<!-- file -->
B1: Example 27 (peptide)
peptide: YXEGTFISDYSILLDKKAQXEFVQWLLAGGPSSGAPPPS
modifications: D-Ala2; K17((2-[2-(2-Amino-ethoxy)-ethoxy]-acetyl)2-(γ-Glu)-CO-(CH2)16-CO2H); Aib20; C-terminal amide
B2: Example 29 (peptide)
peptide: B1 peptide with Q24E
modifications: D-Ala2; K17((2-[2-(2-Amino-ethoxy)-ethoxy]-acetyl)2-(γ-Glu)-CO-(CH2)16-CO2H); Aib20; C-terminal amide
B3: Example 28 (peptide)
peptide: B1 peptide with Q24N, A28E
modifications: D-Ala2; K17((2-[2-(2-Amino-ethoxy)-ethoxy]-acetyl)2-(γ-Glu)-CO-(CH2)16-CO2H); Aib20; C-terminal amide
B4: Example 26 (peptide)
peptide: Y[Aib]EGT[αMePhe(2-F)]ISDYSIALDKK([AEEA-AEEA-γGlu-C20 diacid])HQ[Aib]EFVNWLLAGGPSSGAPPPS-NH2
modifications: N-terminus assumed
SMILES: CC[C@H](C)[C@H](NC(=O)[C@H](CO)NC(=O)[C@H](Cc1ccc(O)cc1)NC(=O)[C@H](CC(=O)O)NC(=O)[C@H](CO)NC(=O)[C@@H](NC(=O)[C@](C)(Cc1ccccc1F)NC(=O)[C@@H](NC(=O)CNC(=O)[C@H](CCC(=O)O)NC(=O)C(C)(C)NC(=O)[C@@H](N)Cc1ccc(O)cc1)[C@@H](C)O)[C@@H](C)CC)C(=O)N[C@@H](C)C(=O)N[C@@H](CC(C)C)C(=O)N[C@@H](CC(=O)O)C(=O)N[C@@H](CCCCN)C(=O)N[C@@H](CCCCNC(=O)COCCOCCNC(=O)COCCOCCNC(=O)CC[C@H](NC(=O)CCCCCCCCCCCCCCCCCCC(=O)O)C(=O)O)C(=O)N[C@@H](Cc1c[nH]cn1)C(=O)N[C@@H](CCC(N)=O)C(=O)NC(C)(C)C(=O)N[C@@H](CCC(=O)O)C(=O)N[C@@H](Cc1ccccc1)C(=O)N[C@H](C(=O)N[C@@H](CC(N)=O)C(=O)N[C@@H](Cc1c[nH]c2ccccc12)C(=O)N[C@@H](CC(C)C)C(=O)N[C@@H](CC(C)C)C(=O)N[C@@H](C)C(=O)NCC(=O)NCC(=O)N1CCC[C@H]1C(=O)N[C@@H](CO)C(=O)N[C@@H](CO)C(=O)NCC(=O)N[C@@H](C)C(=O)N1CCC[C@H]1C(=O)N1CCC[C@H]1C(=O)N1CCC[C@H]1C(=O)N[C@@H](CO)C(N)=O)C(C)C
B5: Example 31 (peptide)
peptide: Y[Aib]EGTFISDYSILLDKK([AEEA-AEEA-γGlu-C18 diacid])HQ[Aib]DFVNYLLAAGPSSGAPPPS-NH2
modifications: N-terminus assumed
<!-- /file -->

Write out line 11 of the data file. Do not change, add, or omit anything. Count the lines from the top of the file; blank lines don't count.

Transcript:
peptide: Y[Aib]EGT[αMePhe(2-F)]ISDYSIALDKK([AEEA-AEEA-γGlu-C20 diacid])HQ[Aib]EFVNWLLAGGPSSGAPPPS-NH2